Gilgo Beach serial killer suspect Rex Heuermann continued his ‘disturbing activity’ up until his arrest, a top Long Island cop has revealed.
‘That’s something I was very, very passionate about, regarding “we need to see what his lifestyle is.”‘
Heuermann, 59, is accused of killing Megan Waterman, 22, Melissa Barthelemy, 24, and Amber Lynn Costello, 27, whose bodies were discovered on a stretch of the Long Island beach in December 2010.
He is the prime suspect in a fourth murder.
Harrison said he was confident that Heuermann was the culprit but didn’t rule out the possibility that there could be other ‘predators’ in the neighborhood. The bodies of up to two dozen people have been discovered at Gilgo Beach since 1996.
Suffolk Police Commissioner Rodney Harrison (pictured last month outside the alleged killer’s home on Long Island) told Newsday on Wednesday: ‘He’s somebody that was still engaging in activity that was disturbing, be it his internet searches, be it engaging in other activities that he shouldn’t be engaging in’
Rex Heuermann, 59, is accused of killing Megan Waterman, 22, Melissa Barthelemy, 24, and Amber Lynn Costello, 27, whose bodies were discovered near Gilgo Beach in 2010
Harrison had previously referred to Heuermann as a ‘demon that walks among us, a predator that ruined families’ and expressed his confidence in the case on Wednesday.
He said: ‘I’m very confident that Mr.
Heuermann’s our subject. Because of my confidence, I’m gonna call him what I wanna call him — somebody that ruined families, somebody who’s a predator, somebody who shattered lives.
‘And not just one, several, and there may be more.
I didn’t say that there is, but there may be more. If the family members have a problem with me calling him a demon, then I’ll apologize.’
In the wide ranging interview, Harrison also said he formulated a task force to crack the long unsolved killings.
When asked if Long Islanders should be worried that a serial killer responsible for some or all of the killing is still at large, Harrison said: ‘I wish I could give you an answer.
‘I can’t tell you at this time.
Is Rex Heuermann going to be held accountable for the other bodies on Ocean Parkway? Time will tell.’
The bodies of the women had been bound with belts or red tape and wrapped in burlap, which had DNA that matched samples taken from a discarded pizza box retrieved from Heuermann’s Manhattan office.
Taken during cops’ secret surveillance of Heuermann this past year, DNA is set to be a key factor in the case, due to the time between the murders and the architect’s arrest.
Heuermann was linked to one of the killings through mitochondrial DNA profile from a pizza crust and a used napkin that he discarded from his Midtown office.
Heuermann was linked to one of the killings through mitochondrial DNA profile from a pizza crust and a used napkin that he discarded from his Midtown Manhattan office
Aired by Judge Timothy Mazzei Wednesday, the ruling serves as a win for prosecutors who had fought for the motion – based on the belief the DNA found on the discarded meal will yield more evidence.
The jurist and Heuermann are seen in sketch from a hearing this past week
A judge ruled earlier this week that Heuermann will have to submit a cheek swab for analysis.
Judge Timothy Mazzei issued the ruling on Wednesday, which is a win for prosecutors who had fought for domino4d the motion – based on the belief the DNA found on the pizza will yield more material evidence.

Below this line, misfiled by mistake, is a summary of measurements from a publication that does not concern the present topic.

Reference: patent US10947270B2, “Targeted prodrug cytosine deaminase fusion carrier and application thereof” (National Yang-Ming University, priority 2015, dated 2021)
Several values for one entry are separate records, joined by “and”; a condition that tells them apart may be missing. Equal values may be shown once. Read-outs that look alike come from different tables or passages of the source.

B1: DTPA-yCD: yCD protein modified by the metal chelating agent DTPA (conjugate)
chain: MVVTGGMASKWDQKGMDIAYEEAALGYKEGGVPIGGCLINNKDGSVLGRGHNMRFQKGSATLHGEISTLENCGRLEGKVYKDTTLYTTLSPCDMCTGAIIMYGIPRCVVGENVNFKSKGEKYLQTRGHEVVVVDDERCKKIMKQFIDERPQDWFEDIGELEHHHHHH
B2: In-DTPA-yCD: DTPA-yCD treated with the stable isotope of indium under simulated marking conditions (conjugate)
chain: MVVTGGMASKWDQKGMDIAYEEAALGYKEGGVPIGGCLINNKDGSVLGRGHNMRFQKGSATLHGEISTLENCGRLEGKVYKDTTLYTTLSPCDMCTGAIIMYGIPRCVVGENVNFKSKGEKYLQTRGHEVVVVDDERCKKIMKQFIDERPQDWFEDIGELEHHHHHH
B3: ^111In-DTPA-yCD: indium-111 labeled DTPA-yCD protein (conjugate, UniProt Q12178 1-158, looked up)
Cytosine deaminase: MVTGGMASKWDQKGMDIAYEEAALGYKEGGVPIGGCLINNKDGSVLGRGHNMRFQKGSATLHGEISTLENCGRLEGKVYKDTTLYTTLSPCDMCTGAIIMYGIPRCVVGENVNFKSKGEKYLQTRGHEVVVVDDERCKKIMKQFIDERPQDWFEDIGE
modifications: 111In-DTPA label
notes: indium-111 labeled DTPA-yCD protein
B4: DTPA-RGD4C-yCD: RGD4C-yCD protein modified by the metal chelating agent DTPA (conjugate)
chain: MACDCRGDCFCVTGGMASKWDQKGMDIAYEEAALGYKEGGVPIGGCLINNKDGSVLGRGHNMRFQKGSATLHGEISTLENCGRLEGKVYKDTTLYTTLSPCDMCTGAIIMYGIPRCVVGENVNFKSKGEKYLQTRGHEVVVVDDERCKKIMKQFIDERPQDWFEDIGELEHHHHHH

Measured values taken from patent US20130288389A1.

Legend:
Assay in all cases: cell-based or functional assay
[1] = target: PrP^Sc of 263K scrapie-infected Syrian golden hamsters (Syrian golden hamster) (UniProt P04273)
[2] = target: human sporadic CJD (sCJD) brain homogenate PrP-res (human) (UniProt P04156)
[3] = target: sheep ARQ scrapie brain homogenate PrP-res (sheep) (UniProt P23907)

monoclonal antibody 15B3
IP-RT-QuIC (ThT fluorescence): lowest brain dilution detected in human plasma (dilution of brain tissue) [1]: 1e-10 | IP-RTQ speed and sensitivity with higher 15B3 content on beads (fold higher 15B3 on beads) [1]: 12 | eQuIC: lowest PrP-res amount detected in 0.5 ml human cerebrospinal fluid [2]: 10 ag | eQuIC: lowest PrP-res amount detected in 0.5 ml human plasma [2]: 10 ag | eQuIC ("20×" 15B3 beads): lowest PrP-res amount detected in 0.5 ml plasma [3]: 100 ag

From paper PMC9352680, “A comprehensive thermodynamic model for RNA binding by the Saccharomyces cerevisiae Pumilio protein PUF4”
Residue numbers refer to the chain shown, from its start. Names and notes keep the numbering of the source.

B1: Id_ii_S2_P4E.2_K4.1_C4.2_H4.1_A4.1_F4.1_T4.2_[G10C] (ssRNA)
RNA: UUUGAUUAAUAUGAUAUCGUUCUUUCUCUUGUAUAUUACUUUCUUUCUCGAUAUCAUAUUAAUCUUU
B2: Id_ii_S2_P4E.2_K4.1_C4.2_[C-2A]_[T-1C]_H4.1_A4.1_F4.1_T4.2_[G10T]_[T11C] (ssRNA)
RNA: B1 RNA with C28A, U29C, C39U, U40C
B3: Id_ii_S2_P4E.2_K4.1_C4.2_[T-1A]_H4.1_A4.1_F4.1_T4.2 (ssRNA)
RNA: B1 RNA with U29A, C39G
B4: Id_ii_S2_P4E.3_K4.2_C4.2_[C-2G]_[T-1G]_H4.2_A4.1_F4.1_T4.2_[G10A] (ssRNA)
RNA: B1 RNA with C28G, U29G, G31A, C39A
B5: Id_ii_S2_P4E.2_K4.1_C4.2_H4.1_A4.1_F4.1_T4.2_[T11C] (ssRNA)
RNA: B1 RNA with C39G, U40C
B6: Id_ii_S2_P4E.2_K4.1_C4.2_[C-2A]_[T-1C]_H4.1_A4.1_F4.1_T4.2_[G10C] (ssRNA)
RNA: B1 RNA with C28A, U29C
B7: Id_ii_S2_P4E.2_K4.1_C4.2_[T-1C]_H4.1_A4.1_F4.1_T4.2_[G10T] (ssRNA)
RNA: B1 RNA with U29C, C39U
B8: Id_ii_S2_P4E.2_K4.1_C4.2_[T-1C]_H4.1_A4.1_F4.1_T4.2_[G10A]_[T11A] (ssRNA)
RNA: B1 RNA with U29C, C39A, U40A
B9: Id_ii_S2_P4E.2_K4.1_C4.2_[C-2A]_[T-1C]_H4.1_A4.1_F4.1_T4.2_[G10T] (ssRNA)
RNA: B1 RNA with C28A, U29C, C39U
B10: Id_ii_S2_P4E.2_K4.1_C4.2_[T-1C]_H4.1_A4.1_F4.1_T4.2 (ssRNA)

The judge also revealed that one of Heuermann’s attorneys will be present during the swab process – after fighting to avoid such an analysis due to a supposed lack of evidence their client committed the crimes he’s accused of.
That said, prosecutors on Tuesday revealed some of the evidence that’s been mounted against the suspected killer – which includes some 2,500 pages of documents, crime scene photographs, autopsy reports and hundreds of hours of video footage taken at Heuermann’s home and office.
Heuermann has pleaded not guilty to first-degree and second-degree murders.
He was arrested on July 13 and remains in jail ahead of his trial
A forensic photographer is seen bending over the tray of objects excavated from the back yard of Heuermann’s house in Massapequa Park.
Prosecutors say ‘nothing of note’ was discovered in the back yard, but on Tuesday said they have a trove of evidence against the suspect
For more than a week following his July 14 arrest, investigators had been conducting an exhaustive search of the house
That trove was laid bare in a brief preliminary hearing where prosecutors turned over four hard drives holding the evidence to the Suffolk County Supreme Court Justice and Heuermann’s attorney, Michael Brown, following weeks of uncertainty as to how strong their case is.
The judge scheduled the next pre-trial conference hearing for September 27, at which point the results from the swab will be in.
Danielle Coysh, who is representing Heuermann, had argued the Suffolk County District Attorney’s Office is a ‘far cry’ from the legal benchmark needed to force the architect to give in the swab, but was shot down Tuesday with Mazzei’s order.
It remains unclear which of victims the DNA was uncovered – a fact prosecutors will wait to reveal until the results of the swab are in.
Brown, meanwhile, recently maintained that his client still says he is innocent – and is ready to fight the charges against him in court.
He remains incarcerated without bail in a single cell at Suffolk County Correctional Facility – somewhere his kids and now ex-wife have so far refused to visit.
Both adults, the offspring of the suspected serial killer, Victoria Heuermann and step-son Christopher Sheridan, are aged 26 and 33, respectively.
Victoria Heuermann, 26, and step-brother, Christopher Sheridan, 33, said they are ‘not foreclosing on’ seeing their father in his Suffolk County incarceration, but will also not rush into making a decision